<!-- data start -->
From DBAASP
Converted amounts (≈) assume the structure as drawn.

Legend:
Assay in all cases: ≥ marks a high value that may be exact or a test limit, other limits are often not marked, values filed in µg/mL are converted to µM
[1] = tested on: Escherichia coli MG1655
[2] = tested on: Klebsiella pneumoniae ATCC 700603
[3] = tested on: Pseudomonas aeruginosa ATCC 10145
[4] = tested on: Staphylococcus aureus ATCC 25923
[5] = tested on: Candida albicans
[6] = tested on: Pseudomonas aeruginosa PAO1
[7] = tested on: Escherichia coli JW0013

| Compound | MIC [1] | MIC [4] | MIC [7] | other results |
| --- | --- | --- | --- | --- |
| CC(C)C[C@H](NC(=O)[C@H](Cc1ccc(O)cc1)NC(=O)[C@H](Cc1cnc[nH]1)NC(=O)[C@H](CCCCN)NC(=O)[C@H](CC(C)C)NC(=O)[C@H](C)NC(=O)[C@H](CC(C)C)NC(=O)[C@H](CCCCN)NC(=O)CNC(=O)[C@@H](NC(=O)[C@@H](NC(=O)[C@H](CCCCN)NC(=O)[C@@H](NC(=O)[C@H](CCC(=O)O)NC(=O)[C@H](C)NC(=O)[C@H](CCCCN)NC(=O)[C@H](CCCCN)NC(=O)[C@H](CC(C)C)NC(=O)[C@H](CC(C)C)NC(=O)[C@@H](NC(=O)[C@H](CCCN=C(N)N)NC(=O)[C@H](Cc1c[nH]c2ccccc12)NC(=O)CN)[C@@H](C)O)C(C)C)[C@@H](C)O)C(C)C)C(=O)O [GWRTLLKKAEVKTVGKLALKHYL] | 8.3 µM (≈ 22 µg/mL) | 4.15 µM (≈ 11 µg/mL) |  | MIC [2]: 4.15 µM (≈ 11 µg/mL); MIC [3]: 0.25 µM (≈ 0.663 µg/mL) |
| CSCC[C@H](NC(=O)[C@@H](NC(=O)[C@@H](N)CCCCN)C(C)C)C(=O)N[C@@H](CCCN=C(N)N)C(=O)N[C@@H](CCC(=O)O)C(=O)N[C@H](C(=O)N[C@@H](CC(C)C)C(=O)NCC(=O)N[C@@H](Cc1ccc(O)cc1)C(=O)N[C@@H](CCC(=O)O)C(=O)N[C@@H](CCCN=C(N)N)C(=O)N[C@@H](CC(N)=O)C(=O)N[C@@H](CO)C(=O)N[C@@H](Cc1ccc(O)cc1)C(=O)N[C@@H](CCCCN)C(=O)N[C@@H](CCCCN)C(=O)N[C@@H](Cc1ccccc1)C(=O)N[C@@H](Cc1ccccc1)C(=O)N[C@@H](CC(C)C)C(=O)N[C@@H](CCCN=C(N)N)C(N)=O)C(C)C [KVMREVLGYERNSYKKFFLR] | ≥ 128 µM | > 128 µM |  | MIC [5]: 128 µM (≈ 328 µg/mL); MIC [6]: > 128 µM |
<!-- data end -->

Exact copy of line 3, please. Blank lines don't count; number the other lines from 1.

Legend: